Fragments in the Dust

Whitehorse artist Scott Price is the ultimate scavenger. His favourite source for materials is the nearest dump. He’s been to dumps in Whitehorse, Dawson and, more recently, Wells, B.C. Whatever he discovers will partially determine what his art will be.
Price’s practice involves bringing together the “junk” he collects to make assemblages, which are sculptures made with disparate found objects. Although Price has been making assemblage work for many years, his approach is not always the same. For example, one of his past projects involved fantastic machines and contraptions. At other times, he’s drawn his material more from the natural world, notably with a series of tree people exhibited a few years ago.

For the last two years, he’s taken another direction by using minimal materials and moving away from figurative work. In doing so, Price relies on the intuitive and spontaneous relationships between objects to make the work meaningful.
This approach is in part due to the mentoring he received while participating in the Toni Onley Artist Project residency in Wells, B.C. in July 2019. Under the guidance of mentors Peter von Tiesenhausen and Diana Thorneycroft, Price says he altered his practice in order to “get away from the figurative because I have a habit of going there.”

Price’s latest work is now featured in a solo exhibit called Fragments in the Dust. One of the materials that figures largely in the show are rusted bedsprings. The myriad spirals of wire possess a quirky beauty, which is enhanced when Price pairs them with white speckled stones.

In “Ground Control,” a large round stone rests on a bed of springs on the gallery floor like the nest of a strange animal. There is a sense of quiet and vulnerability and the suggestion of the stone as a living thing.

The same is true of a similar work, which is untitled, in which Price has balanced several stones amongst bedsprings on an elevated frame. Price suggests that the piece might be read as “COVID art” in that the stones are together but still distanced, not touching one another.

Price utilizes bedsprings once again in a wonderful dangling orb called “Spring Ball.” It has the appearance of a three-dimensional scribble of wires and I imagine it to be the remnants of a burnt-out sun.

In another untitled piece, Price has utilized his carpentry background to create wooden frames, which are placed together with an offset of five degrees. The resulting box has an erratic dynamism, which is reinforced by the mechanisms of springs from which it’s suspended, suggesting the potential for motion. Inside the box metal chain is piled in such a way that could be another nest.
None of these works is figurative or representational. Even so, they seem animated, as if we have come across a strange world whose inhabitants have taken up residence in the detritus of 20th-century humans. The wiry nests, egg-like stones and jumble of metal invite us to concoct stories.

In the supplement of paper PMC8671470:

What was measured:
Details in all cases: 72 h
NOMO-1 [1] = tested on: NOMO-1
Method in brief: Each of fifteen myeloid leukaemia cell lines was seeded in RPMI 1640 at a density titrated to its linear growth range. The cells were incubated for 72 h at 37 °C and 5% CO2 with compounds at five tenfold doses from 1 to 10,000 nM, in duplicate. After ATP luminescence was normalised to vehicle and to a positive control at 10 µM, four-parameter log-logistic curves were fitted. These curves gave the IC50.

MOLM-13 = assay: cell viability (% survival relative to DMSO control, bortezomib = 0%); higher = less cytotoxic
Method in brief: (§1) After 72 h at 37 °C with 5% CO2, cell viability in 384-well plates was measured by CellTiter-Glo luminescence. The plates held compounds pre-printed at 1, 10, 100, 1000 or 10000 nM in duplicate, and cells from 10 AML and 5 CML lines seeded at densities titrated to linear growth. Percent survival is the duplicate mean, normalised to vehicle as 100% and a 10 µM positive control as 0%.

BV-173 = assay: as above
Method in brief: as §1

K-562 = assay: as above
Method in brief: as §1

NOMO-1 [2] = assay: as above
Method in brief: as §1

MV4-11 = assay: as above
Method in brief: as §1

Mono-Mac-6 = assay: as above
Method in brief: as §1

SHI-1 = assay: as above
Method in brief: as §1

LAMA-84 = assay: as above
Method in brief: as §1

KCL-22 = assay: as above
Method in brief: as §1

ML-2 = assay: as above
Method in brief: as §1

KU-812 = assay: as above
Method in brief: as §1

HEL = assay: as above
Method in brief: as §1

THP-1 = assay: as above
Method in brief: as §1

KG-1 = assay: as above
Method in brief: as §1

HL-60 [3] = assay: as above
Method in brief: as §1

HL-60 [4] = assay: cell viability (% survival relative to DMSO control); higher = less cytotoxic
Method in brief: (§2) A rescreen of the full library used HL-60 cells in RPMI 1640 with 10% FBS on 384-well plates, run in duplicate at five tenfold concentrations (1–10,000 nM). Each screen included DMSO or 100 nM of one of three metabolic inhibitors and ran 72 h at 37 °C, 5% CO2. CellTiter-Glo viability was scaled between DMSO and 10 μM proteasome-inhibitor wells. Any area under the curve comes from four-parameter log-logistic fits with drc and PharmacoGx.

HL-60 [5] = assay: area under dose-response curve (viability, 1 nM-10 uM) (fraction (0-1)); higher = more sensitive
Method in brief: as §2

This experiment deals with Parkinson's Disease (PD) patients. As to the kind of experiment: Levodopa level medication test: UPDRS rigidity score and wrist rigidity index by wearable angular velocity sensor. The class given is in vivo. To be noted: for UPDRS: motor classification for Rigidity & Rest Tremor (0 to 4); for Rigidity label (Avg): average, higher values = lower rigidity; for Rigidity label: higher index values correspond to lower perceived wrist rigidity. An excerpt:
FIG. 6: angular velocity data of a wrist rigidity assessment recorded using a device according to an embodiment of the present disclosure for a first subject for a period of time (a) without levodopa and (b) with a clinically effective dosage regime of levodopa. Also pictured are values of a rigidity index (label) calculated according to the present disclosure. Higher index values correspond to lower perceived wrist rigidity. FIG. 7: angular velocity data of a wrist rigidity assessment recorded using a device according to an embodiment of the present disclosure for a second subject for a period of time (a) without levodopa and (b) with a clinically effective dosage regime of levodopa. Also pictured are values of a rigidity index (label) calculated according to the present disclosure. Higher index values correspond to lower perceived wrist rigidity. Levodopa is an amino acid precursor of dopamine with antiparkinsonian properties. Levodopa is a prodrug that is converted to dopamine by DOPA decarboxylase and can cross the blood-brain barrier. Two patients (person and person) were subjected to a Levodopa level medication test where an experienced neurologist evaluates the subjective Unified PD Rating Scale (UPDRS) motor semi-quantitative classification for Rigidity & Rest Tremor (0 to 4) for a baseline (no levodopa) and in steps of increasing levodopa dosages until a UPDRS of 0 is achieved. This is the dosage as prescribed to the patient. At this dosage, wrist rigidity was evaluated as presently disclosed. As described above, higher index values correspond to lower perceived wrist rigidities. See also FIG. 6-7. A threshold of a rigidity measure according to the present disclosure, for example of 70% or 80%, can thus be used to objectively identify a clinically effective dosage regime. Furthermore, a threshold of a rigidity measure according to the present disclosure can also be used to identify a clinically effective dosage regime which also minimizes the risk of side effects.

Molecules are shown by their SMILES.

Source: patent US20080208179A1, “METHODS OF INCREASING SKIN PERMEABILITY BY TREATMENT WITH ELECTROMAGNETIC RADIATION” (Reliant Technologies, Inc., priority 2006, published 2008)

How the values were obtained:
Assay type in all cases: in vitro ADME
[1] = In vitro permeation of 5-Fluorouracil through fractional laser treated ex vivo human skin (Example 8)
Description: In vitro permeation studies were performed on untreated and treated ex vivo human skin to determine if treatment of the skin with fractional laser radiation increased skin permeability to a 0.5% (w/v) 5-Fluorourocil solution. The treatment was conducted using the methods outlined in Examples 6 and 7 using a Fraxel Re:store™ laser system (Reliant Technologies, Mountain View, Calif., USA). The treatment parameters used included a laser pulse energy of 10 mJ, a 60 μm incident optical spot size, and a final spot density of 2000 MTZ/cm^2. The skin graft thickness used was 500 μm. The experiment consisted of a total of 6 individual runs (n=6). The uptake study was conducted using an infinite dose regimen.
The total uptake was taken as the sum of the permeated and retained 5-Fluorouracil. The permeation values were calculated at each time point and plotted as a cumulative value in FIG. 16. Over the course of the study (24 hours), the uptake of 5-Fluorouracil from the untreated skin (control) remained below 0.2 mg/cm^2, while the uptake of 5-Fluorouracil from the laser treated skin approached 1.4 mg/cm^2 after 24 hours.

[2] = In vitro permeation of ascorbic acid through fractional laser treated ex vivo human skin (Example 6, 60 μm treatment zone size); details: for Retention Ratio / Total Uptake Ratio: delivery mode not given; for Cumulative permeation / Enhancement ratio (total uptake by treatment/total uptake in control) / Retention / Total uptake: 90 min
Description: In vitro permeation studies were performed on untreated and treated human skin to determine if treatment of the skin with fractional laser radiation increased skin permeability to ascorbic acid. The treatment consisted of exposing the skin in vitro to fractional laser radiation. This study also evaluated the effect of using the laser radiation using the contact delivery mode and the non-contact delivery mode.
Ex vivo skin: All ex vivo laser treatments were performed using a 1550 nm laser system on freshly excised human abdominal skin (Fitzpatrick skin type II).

The largest piece in the show is called “Tectonic Contour” and it features several scrap metal frames. Their metal strips are bent in random fashion, which is how Price found them and the configuration he wanted to preserve. Suspended from the ceiling, the piece resembles contour lines. When Price pushes it gently, the work softly sways and makes eerie sounds of metal upon metal.
“For years I’ve been playing with light and playing with sound and playing with movement,” says Price. All of these things figure into the show.

After the residency in Wells, Price and one other participating artist were selected by Thorneycroft and von Tiesenhausen to exhibit their work at the Penticton Art Gallery. For the show, called Bricolage, von Tiesenhausen made the following observation of Price’s contributions:
“The work is like a prompt toward a memory, an allusion to something lost in the dust of one’s consciousness. An acquaintance with time, weight and materiality organized in unselfconscious play. The stuff of dreams and hauntings and wit.”
(Peter von Tiesenhausen, quoted in Penticton Art Gallery, Scott Price and Corinne Thiessen: Bricolage, 2020.

Von Tiesenhausen’s musings go to the heart of this body of work. I found memories erupting in response to things and sounds I’ve long forgotten. Price’s work is made all the more poignant by the knowledge that these experiences would disappear forever, if not for him bringing them back from the dump, and out of the dust.

Fragments in the Dust is showing at the Free Space Gallery until April 30. The gallery is located in Northern Front Studio at Waterfront Station in Whitehorse. 

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